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Re: Sheeting angle for Solent staysail

The location changes based on point of sail. Do yourself a favor and just install a short track instead of a padeye.
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Old 08-08-2018, 08:59   #7
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Re: Sheeting angle for Solent staysail

Not specific to this sail/question, but I have found a lightweight (5mm dyneema, I think) 8:1 barber-hauler, w/ pennant & snap shackles, to be extremely valuable for optimizing sheeting angles given fixed or limited range of track & padeye locations. I've used it effectively with every headsail on the boat - from a-spin to genoa to stay sail & storm jib.

In your case, this sail undoubtedly would benefit from the ability to move sheeting angle both forward/aft and inboard/outboard....which could probably be accomplished with the existing track outboard and one or two padeyes inboard. Alternatively, while less flexible, you could use a 2nd sheet from an outboard lead when reaching along with a fixed inboard lead at optimal location for close hauled angles.
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Old 08-08-2018, 09:01   #8
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Re: Sheeting angle for Solent staysail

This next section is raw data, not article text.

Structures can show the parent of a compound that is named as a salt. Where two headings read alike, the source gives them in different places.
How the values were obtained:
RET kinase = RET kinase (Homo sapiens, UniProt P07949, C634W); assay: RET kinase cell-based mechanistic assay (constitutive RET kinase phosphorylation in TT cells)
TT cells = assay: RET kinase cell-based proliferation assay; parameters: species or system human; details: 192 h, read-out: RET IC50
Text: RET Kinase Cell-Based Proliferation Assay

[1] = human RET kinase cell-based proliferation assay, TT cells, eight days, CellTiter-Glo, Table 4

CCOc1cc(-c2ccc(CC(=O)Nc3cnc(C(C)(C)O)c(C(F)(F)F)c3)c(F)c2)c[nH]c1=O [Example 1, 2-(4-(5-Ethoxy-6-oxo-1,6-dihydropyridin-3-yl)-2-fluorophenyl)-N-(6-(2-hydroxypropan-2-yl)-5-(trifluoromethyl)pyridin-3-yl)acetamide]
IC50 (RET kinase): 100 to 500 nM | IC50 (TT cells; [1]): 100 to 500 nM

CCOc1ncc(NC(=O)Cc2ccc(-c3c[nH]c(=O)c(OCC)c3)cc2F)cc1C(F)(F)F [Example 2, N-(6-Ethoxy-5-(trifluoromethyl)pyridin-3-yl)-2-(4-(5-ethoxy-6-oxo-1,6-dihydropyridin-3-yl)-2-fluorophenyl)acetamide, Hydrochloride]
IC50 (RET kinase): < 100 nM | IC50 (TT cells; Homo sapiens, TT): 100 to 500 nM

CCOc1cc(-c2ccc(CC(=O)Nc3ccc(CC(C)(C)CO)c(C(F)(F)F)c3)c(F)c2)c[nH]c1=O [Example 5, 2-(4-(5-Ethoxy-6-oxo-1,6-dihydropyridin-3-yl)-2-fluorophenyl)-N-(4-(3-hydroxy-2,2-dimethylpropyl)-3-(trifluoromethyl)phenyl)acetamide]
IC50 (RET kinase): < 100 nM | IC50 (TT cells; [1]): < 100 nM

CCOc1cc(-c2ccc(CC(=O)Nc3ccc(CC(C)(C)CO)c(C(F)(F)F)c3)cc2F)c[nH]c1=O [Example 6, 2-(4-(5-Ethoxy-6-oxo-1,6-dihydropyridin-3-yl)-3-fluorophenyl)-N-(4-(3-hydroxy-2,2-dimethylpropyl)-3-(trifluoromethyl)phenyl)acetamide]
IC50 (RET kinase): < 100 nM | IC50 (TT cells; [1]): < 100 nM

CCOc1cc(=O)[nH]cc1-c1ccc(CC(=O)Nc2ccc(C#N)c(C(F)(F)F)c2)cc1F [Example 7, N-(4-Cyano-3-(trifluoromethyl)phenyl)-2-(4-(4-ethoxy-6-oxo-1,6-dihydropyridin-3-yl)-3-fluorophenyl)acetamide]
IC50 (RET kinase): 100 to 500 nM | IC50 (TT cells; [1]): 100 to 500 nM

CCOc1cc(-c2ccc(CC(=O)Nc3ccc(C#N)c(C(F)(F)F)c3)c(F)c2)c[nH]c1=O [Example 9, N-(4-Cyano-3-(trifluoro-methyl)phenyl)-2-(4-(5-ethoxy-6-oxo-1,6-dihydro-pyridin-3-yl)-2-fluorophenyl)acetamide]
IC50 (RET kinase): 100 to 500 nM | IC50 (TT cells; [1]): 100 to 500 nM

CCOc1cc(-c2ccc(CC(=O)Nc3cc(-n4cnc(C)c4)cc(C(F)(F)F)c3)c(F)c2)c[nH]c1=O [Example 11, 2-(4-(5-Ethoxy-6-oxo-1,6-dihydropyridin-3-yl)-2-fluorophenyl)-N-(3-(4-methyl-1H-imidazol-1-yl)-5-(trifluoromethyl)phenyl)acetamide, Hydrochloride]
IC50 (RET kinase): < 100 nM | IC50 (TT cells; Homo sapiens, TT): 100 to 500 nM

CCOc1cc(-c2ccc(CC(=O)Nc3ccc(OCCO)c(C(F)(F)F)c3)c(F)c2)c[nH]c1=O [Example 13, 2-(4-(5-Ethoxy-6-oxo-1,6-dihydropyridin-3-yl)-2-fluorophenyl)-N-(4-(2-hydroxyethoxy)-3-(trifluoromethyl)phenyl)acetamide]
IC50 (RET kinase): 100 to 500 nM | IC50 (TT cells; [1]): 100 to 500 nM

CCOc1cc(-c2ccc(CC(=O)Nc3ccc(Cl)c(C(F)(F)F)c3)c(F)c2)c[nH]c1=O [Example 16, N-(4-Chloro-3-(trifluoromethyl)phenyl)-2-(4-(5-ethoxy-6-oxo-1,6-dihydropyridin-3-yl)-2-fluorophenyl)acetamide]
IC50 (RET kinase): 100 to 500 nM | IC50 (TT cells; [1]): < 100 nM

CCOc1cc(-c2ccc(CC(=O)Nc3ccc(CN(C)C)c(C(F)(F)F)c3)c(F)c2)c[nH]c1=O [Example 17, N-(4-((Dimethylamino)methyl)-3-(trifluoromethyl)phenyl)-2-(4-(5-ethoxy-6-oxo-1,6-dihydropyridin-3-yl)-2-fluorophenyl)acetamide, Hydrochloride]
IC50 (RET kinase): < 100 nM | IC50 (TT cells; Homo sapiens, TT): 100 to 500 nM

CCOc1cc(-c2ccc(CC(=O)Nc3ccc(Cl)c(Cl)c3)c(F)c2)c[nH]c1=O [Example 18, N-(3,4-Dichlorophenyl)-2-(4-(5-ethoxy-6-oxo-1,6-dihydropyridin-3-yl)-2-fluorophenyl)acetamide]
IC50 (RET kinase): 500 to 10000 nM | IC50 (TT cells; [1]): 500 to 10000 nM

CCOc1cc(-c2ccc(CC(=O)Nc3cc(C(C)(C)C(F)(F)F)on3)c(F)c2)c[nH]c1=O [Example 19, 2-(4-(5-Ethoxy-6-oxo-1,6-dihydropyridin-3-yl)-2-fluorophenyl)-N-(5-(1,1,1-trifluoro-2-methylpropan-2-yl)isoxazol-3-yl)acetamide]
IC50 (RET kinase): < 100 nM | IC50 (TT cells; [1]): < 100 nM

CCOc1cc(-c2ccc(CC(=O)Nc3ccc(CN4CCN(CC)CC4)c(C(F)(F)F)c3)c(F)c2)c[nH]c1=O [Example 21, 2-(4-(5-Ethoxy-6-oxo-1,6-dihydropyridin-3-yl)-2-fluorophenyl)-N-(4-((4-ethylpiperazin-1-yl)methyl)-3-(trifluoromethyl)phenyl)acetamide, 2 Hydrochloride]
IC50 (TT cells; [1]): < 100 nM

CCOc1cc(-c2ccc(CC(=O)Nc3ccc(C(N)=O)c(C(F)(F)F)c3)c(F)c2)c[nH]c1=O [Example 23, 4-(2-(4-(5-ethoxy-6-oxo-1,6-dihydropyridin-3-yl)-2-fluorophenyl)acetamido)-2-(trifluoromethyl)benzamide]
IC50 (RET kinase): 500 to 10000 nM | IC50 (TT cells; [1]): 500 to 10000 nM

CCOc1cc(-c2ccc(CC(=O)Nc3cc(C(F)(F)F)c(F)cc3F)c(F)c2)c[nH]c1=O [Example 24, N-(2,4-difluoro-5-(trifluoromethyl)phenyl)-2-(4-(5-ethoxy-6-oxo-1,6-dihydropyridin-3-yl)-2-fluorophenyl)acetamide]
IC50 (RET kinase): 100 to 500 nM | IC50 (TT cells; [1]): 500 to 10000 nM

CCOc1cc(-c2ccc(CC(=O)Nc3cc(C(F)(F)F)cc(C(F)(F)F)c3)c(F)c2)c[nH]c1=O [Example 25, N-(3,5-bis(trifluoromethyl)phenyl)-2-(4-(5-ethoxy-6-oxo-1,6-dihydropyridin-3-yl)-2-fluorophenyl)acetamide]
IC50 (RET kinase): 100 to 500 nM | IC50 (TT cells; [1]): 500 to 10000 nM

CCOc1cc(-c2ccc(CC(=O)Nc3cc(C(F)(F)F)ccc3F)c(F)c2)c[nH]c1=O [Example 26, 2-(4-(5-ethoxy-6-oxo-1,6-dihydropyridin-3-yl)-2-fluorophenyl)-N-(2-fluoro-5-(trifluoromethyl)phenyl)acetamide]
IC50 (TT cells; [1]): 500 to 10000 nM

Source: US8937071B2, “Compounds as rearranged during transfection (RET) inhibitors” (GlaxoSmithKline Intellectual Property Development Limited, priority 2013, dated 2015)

Can you check with the sailmaker? They will have good input.

I think one guideline is to draw a line from the clew to the midpoint of the luff. You only need the line to be 18" or so extending out from the clew. Then raise the sail and see how this line lines up with where your ring might be. As others have said you will want to have some adjustability to account for high wind conditions that will tend to distort from the ideal.
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Old 08-08-2018, 11:46   #9
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Re: Sheeting angle for Solent staysail

Angle depends greatly on the type of keel and hull design. Call your sailmaker.
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Old 09-08-2018, 06:40   #10
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Re: Sheeting angle for Solent staysail

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Originally Posted by barnakiel View Post
Set the leading eye flying, so that you can trim how high it sets.


I noticed with high wind small fore sail there is always a challenge to pull the leech tight enough, so avoid setting the attachment point (the padeye in your case) too far aft. This would sure be a mistake. A floating leading eye (a lf ring) will always float towards the stern and then quite a lot too. Beware.

b.
Great advice. This is exactly what I was thinking (set the pad eye further forward and then use the length of the lashing to the floating eye as the adjustment)